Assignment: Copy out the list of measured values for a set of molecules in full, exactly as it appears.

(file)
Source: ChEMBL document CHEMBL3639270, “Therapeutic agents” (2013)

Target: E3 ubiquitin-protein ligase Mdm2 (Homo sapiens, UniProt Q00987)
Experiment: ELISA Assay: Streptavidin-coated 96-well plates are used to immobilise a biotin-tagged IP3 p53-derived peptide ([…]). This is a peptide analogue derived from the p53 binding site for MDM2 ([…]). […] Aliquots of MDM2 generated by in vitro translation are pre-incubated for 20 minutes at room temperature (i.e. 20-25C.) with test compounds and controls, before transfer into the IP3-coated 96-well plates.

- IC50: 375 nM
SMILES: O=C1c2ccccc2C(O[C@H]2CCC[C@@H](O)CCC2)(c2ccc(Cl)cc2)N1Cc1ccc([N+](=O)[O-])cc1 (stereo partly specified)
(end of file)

Source: ChEMBL document CHEMBL3639270, “Therapeutic agents” (2013)

Target: E3 ubiquitin-protein ligase Mdm2 (Homo sapiens, UniProt Q00987)
Experiment: ELISA Assay: Streptavidin-coated 96-well plates are used to immobilise a biotin-tagged IP3 p53-derived peptide ([…]). This is a peptide analogue derived from the p53 binding site for MDM2 ([…]). […] Aliquots of MDM2 generated by in vitro translation are pre-incubated for 20 minutes at room temperature (i.e. 20-25C.) with test compounds and controls, before transfer into the IP3-coated 96-well plates.

- IC50: 375 nM
SMILES: O=C1c2ccccc2C(O[C@H]2CCC[C@@H](O)CCC2)(c2ccc(Cl)cc2)N1Cc1ccc([N+](=O)[O-])cc1 (stereo partly specified)